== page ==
Categories: public nuisances

… that it’s possible to care about more than one thing at the same time, without having to explain it to other feminists, too.

Destroy the Joint image

The title of this post was swiped with permission from Orlando, commenting on this post, by Mindy on Hoyden about Town, on Helen Razer’s popular article Destroy the Joint misses the point.

I am weary, so very very weary, of reading “Where are the Feminists” type articles where the topic is anything “feminists” are failing to write about this week. In some cases, this is taken to be proof that feminists do not care about the Thing that should be written about, or they excuse the Thing due to their excessive PC-ness. The fact that we might be unpaid feminists blogging in the cracks between work and family and real-life activities (which might include activism, personal or family illness, or a million other things) isn’t an excuse for our failure. Because the world is absolutely chock full of Terrible Things, and feminism is fighting many systemic problems on lots of fronts, it’s inevitable that we will often write about things other than the Thing which should be written about. Proof positive that we are horrible.

Helen Razer, a celebrity opinion writer with something of a media megaphone, has decreed that

Feminism is the struggle against masculinsed violence and feminised poverty. Or, the acknowledgement that physical violence is enacted disproportionately by men and poverty is experienced disproportionately by women. That’s it, really.

Just to mention the article by Jenna Price of DtJ she’s describing as “twaddle”: Razer wastes quite a few pixels claiming Price is claiming women in power will be nicer, which is indeed a horrible old relic of the Victorian “Angel in the house” image still held by some well meaning people. Reading Price’s article, she says no such thing. She does, however, point out that women are still underrepresented in power networks generally and are hived off into “life and style” media ghettos which are deemed suitable for our overheated ladybrains. Not earth shatteringly new information, but I don’t see how Razer can dismiss this as “twaddle” or trivial.

I had thought that feminist writers and bloggers do write quite a lot about masculinised violence and feminised poverty. I also get the impression that Razer, who has made this complaint more than once, doesn’t write much about these topics at all, preferring to write articles about how much other feminists suck.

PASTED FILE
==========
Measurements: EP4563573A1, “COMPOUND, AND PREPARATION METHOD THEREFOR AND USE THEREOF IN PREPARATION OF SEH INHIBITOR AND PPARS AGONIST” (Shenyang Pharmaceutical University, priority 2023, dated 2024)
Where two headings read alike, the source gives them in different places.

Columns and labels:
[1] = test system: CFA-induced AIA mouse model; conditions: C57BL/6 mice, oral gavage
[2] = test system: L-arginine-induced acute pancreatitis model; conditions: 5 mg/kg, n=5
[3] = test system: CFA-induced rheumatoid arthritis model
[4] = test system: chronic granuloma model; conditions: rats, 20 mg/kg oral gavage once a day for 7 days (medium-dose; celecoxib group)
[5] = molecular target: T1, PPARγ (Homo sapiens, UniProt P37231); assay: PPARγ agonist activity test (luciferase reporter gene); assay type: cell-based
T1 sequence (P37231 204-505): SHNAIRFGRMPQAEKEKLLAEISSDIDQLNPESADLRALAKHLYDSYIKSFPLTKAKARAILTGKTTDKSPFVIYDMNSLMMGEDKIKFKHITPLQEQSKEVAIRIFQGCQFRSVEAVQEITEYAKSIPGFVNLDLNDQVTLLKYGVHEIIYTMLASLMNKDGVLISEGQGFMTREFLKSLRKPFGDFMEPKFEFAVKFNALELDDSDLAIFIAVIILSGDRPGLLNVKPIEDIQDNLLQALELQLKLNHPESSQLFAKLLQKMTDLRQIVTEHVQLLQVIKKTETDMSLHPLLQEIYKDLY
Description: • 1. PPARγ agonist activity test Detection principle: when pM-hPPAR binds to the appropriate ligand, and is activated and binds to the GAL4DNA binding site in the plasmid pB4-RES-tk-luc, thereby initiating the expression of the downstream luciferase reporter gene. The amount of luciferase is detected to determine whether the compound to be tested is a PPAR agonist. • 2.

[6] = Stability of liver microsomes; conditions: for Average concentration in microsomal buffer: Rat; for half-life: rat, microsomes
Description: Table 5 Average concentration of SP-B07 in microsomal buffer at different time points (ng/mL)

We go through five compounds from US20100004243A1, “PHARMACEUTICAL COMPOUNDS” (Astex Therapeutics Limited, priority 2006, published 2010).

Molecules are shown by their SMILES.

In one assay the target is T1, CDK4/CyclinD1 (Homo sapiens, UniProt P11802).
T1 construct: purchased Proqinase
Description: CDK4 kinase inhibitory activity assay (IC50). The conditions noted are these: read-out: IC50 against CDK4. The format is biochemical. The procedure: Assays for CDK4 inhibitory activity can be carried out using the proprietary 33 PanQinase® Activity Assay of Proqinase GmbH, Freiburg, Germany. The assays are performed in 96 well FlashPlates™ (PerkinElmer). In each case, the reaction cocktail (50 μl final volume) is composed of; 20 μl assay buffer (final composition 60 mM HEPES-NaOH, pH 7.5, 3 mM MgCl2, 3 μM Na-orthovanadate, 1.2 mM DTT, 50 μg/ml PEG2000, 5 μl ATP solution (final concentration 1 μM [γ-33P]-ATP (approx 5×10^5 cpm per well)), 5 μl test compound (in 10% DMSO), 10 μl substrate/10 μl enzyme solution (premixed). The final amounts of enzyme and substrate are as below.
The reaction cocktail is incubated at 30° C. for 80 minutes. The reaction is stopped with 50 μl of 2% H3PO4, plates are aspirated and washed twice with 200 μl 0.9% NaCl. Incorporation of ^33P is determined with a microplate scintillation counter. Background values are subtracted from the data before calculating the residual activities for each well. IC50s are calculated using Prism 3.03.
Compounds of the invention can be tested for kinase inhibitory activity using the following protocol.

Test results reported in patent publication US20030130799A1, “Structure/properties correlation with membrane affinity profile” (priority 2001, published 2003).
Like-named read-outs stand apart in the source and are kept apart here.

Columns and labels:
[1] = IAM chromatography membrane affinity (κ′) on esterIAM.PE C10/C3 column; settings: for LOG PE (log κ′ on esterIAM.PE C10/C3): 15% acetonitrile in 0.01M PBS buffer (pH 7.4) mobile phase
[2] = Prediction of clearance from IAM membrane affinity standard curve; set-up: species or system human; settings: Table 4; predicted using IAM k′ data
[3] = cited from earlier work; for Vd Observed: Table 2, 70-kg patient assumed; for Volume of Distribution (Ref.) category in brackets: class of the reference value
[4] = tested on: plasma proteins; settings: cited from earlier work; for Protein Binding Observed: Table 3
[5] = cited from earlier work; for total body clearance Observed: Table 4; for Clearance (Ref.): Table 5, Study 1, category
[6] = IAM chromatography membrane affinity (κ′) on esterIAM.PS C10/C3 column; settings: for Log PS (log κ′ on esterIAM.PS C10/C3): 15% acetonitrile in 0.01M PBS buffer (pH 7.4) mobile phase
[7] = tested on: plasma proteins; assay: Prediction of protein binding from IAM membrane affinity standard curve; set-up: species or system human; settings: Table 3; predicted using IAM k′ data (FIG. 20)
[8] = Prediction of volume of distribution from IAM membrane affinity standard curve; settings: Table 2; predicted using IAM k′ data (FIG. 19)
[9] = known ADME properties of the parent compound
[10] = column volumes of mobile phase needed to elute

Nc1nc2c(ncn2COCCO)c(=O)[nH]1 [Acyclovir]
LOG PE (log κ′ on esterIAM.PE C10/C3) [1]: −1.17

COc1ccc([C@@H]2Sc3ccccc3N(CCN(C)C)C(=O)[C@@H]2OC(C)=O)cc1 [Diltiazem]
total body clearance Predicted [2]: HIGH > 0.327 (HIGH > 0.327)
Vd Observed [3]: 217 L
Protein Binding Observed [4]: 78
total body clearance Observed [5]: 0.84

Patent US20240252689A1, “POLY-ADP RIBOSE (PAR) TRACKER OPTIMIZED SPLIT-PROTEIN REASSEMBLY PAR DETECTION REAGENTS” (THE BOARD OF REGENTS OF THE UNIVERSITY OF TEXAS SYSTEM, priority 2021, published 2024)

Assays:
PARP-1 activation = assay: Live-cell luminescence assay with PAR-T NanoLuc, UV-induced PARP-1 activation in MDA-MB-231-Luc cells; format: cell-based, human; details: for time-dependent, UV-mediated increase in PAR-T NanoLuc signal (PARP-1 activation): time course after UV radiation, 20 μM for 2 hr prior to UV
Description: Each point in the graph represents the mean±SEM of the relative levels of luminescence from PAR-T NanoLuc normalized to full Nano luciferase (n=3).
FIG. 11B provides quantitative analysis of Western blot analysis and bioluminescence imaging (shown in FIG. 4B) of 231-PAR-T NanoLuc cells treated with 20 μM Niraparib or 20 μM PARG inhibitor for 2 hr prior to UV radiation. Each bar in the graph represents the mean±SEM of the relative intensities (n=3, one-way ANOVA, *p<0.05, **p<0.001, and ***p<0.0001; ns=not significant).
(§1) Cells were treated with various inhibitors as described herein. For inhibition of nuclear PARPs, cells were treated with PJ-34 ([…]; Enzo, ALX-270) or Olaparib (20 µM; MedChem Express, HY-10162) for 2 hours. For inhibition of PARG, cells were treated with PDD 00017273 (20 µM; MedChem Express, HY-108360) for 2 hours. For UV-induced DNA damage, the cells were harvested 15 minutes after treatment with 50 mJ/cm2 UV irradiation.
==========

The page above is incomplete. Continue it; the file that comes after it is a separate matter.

In her article about Lingerie Football (Again, aren’t modern feminists pathetic, etc) she missed the opportunity to write about how that “sporting code” demonstrated exactly how feminised poverty works by writing about their very different treatment, in terms of pay and conditions, health and safety etcetera, compared to male footballers. She left it to other bloggers to pick that up.

Google searches on “”Helen Razer” violence” and “Helen Razer” poverty” have so far failed to locate any articles or blog posts specifically on these topics. Come on, Helen; you can’t criticise other people in at least three articles for not focusing on the big issues without writing about them yourself. Go on. Hit us with your best shot.

To be fair to Razer, and to get back to the general topic of this rant, this attitude is not unique to her. I wish I had a dollar for every Tumblr social justice blogger who has blasted “feminists” for not writing about the Terrible Thing which she has decided is the Thing which must be written about du jour. Next thing you know she’s posting about nail art or some favourite food. (This is perfectly OK by me, by the way – I’m not the one wanting to make a huge deal out of blogging/not blogging any given topic. But consistency, y’know.)

This has percolated into academe, with Swati Parashar’s Drum article on the failure of local feminists to blog about the gang rape in Delhi. Clearly, this meant we did not care, or even excused it because of our excessive pee-cee.

Razer’s broadside included a Twitter hashtag, #DestroyThePoint, which portrayed the DtJ group as a bunch of airheads making hilarious non-sequiturs. Now any large facebook group will naturally have a few airheads in it, but I don’t think DtJ was a particularly terrible offender.